LANDSCAPE RESTORATION: AFR100 Launches, Initiative 20X20 Shows Results In Latin America
Building on the Bonn Challenge to restore 150 million hectares (370 million acres) of degraded land by 2020 and the New York Declaration on Forests to restore 350 million hectares (865 million acres) by 2030, 2015 saw a global surge in restoration commitments, with a new initiative in Africa and progress on the ground in Latin America.
Three powerful trends came together in 2015 to boost landscape restoration worldwide.
Globally, commitments to restoration soared from 60 million hectares (about 150 million acres) in 2014 to 90 million hectares by the Paris climate meeting, more than halfway to the Bonn Challenge target.
At COP21, the Africa 100 Initiative (AFR100) launched with an ambitious goal of restoring 100 million hectares of deforested and degraded land in Africa by 2030. Endorsed by the African Union and with support from the New Partnership for Africa’s Development (NEPAD Agency), Germany’s Federal Ministry for Economic Cooperation and Development (BMZ), WRI and other partners, this country-led initiative used the momentum of COP21 to launch a regional movement that will ultimately benefit the entire planet.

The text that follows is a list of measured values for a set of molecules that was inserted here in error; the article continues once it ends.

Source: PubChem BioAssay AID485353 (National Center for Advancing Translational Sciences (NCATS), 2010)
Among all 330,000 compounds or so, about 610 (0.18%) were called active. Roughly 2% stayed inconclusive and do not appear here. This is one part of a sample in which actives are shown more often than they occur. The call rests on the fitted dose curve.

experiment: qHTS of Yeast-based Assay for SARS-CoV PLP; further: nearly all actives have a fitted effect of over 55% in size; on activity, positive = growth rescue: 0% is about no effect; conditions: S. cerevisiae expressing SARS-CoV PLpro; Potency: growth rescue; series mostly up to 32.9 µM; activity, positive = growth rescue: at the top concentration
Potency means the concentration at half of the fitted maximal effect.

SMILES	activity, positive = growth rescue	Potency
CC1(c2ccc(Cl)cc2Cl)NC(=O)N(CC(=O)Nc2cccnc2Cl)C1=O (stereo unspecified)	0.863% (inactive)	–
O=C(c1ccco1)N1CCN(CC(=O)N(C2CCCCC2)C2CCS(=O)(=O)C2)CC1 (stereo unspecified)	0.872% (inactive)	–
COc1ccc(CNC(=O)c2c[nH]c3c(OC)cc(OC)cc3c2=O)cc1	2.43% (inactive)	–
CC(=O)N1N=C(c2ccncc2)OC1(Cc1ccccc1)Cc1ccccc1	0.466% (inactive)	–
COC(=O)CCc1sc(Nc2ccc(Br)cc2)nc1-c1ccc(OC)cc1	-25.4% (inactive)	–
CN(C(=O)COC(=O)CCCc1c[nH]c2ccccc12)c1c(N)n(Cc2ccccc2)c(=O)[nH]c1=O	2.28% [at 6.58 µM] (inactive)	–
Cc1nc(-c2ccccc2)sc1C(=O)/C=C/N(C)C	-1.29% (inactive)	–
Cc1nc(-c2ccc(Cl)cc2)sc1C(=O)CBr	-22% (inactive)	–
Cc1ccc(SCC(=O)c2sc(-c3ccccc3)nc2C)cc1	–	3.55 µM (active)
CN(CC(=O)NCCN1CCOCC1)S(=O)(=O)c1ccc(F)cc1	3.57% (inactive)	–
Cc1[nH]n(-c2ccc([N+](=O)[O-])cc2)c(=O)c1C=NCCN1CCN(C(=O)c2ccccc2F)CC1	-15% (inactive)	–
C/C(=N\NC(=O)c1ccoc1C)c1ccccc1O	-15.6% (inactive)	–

Funding commitments of $1 billion in development finance and $545 million in private sector impact investment will bring degraded forests and farmlands in Africa back to productivity, improving livelihoods while helping to curb global emissions.
Initiative 20x20, a country-led initiative launched in 2014 to restore 20 million hectares (49 million acres) of degraded land in Latin America and the Caribbean by 2020, surpassed its original target. WRI began linking investors with projects, facilitating investments from a pool of more than $700 million in commitments. Responding to growing country demand, the Inter-American Development Bank created a $15 million risk guarantee fund to back these projects and a long-term debt facility that enables project developers, countries and others to turn restoration ideas into reality.
“No place in the world has more to gain from restoration than Africa. And at the same time, what African countries achieve with restoration is really a gift to the rest of the world.”
Director, WRI Global Restoration Initiative